The overview includes only games which are completely free, with a permissive license for both the code and their content. I could not include here games like Urban Terror or Warsow, since their assets are not free, nor Steam games.
When you install a Linux distribution, a set of programs comes along with it. It's easy to add and delete elements of the programs that don't fit with your needs, but what about altering the look and feel of the distribution to suit you? The key is to add a second desktop environment or window manager.
This is an example of how Linux is all about freedom of the user, by the user.
It's long been the case that the world of Linux distributions offers at least one compelling choice for virtually every taste and purpose, but -- much like those dissatisfied with the weather in New England -- users who don't see a distro they like need only wait a few minutes.
We've lost a few distros since 2013 began, but we've also gained some interesting fresh blood. "You win a few, you lose a few," as the old saying goes; fortunately, the overall pool of choices remains as rich and diverse as ever.
At Mobile World Congress in Barcelona, Mozilla announced the first formal reference smartphone for its Linux-based Firefox OS — the self-branded Firefox OS Flame phone — as well as the first developer tablets. The latter comprise an already tipped 7-inch Via “Vixen” tablet, and a 10-inch “InFocus” tablet from Foxconn.
The first Ubuntu phones are the Meizu MX3 and BQ Aquaris. Check out our photos of Ubuntu software in action, as well as prototypes of the forthcoming phones.
Like the idea of using a pocket-sized computer to make calls, send messages, surf the web, and smash birds into pigs… but don’t like the idea of government agencies snooping on your communications?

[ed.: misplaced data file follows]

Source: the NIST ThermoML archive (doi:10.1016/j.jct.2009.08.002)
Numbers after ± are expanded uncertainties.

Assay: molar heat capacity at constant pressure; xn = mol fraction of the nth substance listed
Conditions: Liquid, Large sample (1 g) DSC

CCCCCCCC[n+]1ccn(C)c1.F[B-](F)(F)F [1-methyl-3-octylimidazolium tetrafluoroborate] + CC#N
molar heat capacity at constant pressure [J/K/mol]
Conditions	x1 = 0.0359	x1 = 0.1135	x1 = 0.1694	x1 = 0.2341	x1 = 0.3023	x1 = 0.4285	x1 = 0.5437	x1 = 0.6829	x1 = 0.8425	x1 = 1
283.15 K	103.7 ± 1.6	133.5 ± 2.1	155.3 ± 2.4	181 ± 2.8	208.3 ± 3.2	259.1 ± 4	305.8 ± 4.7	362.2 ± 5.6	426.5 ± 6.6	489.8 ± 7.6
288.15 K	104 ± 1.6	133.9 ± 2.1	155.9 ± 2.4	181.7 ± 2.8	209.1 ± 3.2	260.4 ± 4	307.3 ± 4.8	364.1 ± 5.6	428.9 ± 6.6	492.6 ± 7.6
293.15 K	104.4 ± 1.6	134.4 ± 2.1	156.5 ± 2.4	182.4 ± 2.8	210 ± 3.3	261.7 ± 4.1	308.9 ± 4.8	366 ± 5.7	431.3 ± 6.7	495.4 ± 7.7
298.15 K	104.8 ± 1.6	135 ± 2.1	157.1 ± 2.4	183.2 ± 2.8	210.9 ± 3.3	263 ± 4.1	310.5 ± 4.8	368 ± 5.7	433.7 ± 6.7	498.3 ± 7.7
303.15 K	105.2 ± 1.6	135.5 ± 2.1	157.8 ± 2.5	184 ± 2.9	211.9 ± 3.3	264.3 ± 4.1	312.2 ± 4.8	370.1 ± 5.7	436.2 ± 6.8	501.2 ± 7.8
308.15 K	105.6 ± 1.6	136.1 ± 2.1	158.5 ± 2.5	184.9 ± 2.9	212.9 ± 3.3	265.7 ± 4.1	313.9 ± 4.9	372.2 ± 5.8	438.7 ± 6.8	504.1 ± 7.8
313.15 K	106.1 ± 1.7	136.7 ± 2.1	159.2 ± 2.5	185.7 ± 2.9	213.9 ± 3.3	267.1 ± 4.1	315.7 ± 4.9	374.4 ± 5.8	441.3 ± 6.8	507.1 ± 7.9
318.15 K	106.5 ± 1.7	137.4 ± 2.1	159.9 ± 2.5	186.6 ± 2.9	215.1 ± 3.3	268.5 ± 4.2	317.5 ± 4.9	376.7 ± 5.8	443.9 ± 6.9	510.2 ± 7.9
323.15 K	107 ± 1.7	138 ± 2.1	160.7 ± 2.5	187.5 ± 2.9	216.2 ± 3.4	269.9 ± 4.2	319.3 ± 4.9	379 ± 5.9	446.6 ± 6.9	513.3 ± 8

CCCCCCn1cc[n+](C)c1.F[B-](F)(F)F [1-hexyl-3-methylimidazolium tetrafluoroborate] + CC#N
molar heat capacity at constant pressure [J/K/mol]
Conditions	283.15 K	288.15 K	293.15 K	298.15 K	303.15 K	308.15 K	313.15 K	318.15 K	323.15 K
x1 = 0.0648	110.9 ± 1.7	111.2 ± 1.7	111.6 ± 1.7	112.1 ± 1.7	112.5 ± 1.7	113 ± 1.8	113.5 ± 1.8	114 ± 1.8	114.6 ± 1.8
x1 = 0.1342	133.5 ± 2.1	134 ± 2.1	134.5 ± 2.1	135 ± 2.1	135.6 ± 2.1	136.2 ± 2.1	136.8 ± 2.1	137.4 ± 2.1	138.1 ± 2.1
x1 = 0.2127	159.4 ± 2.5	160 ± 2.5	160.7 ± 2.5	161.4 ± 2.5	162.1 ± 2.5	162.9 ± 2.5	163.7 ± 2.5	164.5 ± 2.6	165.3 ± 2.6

There has been breakthroughs in sales of Chromebooks, with devices selling well in the inexpensive notebook segment in the US, and widely adopted for educational use through government procurement projects, the sources said. Chromebook shipments in 2014 are expected to increase to 4-5 million units, the sources indicated.
The highly anticipated Mobile World Congress (MWC) event will start tomorrow, February 24, in Barcelona, Spain. As expected, Canonical will be there to showcase the latest version of its Ubuntu operating system for mobile devices, dubbed “Ubuntu - the human touch.”
Hey, things are looking pretty normal, and rc4 is smaller than rc3, so
The biggest patch in here (accounting for about a sixth of the total)
is just DaveJ re-indenting a reiserfs file. Ignoring that whitespace
cleanup, the rest is mostly the usual mix of drivers, networking and
some architecture updates.
Nothing big, and nothing that looks particularly scary.
So get to it, and test it all out.
During the last years Arch Linux proved to be a pioneer distribution, especially when we talk about the latest software releases. Unfortunately, this was not the case with Linux kernel 3.13, which caused some issues and required modular PS/2 keyboard support.
Digital Tribes got in touch with us recently to get the word out about QBEH-1: The Atlas Cube the prequel to QBEH a game which sadly has no Linux version, but this one will.